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Drawing on the work of Hannah Arendt, this essay seeks to show (illegal) alienage in U.S. law in new lights. First, this essay demonstrates how the emergence of a positive…
Drawing on the work of Hannah Arendt, this essay seeks to show (illegal) alienage in U.S. law in new lights. First, this essay demonstrates how the emergence of a positive law of citizenship, through which the U.S. Supreme Court affirmed the importance of citizenship for rights, is a relatively recent and historically contingent development in U.S. law. Second, this essay shows how the concept of “sovereignty” plays different roles in the U.S. positive law of citizenship and (illegal) alienage. This essay seeks also to evaluate the limits and possibilities of alternatives to “sovereignty” as grounds for the rights of noncitizens in the United States. And it seeks to make the point that the apolitical valences of “territoriality” and “social productivity” vis-à-vis “sovereignty” in U.S. law render illegal alienage in particular misleadingly outside the realm of the political. Ultimately, this essay seeks also to challenge understandings of “sovereignty” in political theory by integrating law and political theory, and to recast legal discourse on illegal alienage by turning attention to “sovereignty.”
In this paper, I foreground the concept of economic sovereignty in order to clarify strategies that undergird the practices of, and hindrances to, political sovereignty. I…
In this paper, I foreground the concept of economic sovereignty in order to clarify strategies that undergird the practices of, and hindrances to, political sovereignty. I argue that current critical discourses on sovereignty can be significantly furthered with careful examination of the framework of economic strategies that support, and are often driving forces of, these political actions. To illustrate the importance of these complex strategies, I focus on the Eastern Band of Cherokee Indians’ (EBCI) casino and small-business markets during the volatile years of the Great Recession. This discussion begins by investigating continued Native Nation economic precarity in the context of economic actions taken by US governments specifically with regard to gaming regulation. I then explain the strategic methods by which Native Nations have addressed and mitigated some of these incursions, thereby highlighting how such strategies disrupt the settler–colonial narrative of the agency-less indigenous state. These strategies are enacted at both government and individual levels through (1) the economic development experiences of Native Nations in relation to their distinctive hybrid political–economic governmental structures, such as the EBCI’s charter of incorporation that also serves as its national constitution, and (2) the strength of the EBCI small-business market in supporting these efforts. In arguing for this framework of economic strategies, this study contributes to understandings of global indigenous communities’ current strengths and vulnerabilities by thoroughly disentangling models of economic sovereignty from economic power, demonstrating how discussions of political economy must engage with issues of economic sovereignty.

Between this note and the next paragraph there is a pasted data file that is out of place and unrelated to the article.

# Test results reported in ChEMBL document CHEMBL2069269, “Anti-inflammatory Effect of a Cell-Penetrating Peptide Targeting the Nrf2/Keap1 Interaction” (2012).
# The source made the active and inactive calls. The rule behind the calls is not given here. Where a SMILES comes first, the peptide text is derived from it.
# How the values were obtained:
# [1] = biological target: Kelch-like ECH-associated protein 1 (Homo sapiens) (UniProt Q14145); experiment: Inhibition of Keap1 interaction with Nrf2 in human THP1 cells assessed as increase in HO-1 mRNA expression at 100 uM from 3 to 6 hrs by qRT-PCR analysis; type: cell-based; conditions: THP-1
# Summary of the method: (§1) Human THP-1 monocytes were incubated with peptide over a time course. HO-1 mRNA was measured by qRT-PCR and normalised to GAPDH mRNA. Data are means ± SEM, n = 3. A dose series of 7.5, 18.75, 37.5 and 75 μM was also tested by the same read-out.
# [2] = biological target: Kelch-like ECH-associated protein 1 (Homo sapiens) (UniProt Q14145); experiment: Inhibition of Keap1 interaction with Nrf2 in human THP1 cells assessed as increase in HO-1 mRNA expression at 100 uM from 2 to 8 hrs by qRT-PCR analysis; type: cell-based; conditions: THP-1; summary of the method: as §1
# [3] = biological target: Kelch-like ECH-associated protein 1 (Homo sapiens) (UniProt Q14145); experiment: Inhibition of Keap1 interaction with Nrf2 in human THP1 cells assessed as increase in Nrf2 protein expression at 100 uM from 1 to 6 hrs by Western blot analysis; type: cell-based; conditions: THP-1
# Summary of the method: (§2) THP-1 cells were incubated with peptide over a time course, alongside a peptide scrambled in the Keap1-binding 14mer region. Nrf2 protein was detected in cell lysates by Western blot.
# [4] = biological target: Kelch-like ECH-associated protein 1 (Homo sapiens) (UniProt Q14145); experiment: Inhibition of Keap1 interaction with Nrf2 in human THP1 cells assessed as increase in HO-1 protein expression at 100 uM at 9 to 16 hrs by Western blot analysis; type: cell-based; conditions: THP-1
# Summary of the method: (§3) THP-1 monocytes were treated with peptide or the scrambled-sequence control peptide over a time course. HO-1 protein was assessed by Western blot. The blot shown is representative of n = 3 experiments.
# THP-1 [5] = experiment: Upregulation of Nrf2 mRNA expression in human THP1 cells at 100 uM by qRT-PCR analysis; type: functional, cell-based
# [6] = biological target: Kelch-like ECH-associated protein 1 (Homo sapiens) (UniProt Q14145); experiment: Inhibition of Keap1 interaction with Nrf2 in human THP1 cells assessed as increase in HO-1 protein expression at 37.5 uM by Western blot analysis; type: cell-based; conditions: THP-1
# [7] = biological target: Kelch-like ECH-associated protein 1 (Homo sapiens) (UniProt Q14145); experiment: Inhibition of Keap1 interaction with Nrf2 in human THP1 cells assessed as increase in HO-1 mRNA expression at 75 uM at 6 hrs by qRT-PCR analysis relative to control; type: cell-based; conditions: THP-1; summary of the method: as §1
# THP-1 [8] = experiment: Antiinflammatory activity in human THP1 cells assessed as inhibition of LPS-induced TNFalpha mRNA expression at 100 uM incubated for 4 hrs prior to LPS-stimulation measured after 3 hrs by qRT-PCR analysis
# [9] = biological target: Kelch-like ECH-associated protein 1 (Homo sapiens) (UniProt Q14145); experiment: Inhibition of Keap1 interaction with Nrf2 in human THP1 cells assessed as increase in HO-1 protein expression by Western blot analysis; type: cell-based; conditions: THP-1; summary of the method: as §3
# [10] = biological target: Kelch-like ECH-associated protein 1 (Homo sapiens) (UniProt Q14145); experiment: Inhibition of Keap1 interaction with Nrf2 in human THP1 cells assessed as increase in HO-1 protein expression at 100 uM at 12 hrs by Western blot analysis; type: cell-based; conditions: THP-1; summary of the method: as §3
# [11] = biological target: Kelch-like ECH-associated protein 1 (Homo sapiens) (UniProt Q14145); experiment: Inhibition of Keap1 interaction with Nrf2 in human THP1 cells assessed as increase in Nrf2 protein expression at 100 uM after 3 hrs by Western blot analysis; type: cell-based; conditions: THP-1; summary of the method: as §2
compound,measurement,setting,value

Aim of the present monograph is the economic analysis of the role of MNEs regarding globalisation and digital economy and in parallel there is a reference and examination…
Aim of the present monograph is the economic analysis of the role of MNEs regarding globalisation and digital economy and in parallel there is a reference and examination of some legal aspects concerning MNEs, cyberspace and e‐commerce as the means of expression of the digital economy. The whole effort of the author is focused on the examination of various aspects of MNEs and their impact upon globalisation and vice versa and how and if we are moving towards a global digital economy.
Sovereignty retains considerable currency today insofar as it fuses ordinary understandings of the state, the nation, and democracy. Against widespread expectations…